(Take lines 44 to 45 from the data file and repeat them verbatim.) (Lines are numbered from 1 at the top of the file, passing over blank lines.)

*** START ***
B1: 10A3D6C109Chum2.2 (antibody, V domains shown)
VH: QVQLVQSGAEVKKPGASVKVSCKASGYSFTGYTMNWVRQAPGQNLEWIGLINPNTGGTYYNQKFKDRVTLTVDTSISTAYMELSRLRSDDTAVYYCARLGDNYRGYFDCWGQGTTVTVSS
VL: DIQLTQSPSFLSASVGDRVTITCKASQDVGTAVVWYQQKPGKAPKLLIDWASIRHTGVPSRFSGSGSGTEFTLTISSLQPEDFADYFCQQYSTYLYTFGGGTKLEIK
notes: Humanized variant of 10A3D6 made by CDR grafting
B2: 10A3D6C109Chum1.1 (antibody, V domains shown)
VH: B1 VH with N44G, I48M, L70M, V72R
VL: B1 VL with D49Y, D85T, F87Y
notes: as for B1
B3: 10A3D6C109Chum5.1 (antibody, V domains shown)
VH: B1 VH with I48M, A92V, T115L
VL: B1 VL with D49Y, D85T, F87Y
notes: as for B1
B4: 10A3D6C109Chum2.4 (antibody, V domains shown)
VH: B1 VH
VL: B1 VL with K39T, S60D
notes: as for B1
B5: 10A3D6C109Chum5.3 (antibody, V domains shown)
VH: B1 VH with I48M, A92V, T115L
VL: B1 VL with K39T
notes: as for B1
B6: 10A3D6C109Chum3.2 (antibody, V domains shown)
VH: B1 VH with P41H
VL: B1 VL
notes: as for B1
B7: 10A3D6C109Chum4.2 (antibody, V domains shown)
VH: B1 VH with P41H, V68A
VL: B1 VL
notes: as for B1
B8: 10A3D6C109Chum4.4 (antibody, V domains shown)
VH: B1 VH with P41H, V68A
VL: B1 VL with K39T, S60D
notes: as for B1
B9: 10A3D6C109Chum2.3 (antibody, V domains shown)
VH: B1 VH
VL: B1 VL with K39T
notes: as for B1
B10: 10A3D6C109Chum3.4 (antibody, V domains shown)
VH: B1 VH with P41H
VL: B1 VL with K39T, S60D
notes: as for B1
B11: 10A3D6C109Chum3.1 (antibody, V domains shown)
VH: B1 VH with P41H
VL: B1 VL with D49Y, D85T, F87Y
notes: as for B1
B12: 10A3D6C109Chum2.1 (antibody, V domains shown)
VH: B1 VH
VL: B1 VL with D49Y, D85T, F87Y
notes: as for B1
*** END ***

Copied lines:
notes: as for B1
B12: 10A3D6C109Chum2.1 (antibody, V domains shown)